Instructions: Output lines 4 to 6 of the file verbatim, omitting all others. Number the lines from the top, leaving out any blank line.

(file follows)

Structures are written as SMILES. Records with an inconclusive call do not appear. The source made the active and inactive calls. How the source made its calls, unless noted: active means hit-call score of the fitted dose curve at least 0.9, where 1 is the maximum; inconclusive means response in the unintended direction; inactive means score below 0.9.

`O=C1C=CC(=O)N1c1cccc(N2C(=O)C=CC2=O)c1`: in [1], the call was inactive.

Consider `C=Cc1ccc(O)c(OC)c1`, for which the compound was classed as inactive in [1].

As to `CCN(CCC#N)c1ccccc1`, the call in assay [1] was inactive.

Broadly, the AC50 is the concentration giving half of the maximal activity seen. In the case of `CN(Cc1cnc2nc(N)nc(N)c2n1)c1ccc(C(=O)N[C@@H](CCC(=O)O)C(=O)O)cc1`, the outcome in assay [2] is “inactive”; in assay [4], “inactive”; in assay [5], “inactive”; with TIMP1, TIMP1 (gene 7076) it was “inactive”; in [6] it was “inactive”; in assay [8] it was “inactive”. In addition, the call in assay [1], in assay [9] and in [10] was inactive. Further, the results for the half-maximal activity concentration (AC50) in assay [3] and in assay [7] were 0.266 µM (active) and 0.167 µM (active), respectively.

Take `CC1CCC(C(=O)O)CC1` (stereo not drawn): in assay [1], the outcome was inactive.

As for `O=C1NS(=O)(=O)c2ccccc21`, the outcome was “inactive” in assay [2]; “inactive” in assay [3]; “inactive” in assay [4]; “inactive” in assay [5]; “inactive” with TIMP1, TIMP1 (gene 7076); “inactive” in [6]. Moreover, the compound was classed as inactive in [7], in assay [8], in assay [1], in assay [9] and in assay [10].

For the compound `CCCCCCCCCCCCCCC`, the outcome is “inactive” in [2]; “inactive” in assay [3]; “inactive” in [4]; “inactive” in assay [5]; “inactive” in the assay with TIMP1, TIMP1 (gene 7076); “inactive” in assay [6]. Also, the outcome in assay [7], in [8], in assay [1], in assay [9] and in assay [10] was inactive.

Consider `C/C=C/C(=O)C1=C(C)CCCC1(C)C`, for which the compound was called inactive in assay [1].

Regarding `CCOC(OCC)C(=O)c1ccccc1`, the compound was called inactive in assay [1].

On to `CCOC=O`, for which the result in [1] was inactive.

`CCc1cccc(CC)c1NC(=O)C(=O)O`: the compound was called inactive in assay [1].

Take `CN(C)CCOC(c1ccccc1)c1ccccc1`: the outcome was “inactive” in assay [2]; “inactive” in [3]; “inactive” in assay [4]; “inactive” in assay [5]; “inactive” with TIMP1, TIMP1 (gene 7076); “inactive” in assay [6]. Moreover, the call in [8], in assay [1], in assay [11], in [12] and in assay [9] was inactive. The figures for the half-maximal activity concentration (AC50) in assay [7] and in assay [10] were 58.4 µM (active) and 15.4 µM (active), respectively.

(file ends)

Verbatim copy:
As to `CCN(CCC#N)c1ccccc1`, the call in assay [1] was inactive.

Broadly, the AC50 is the concentration giving half of the maximal activity seen. In the case of `CN(Cc1cnc2nc(N)nc(N)c2n1)c1ccc(C(=O)N[C@@H](CCC(=O)O)C(=O)O)cc1`, the outcome in assay [2] is “inactive”; in assay [4], “inactive”; in assay [5], “inactive”; with TIMP1, TIMP1 (gene 7076) it was “inactive”; in [6] it was “inactive”; in assay [8] it was “inactive”. In addition, the call in assay [1], in assay [9] and in [10] was inactive. Further, the results for the half-maximal activity concentration (AC50) in assay [3] and in assay [7] were 0.266 µM (active) and 0.167 µM (active), respectively.

Take `CC1CCC(C(=O)O)CC1` (stereo not drawn): in assay [1], the outcome was inactive.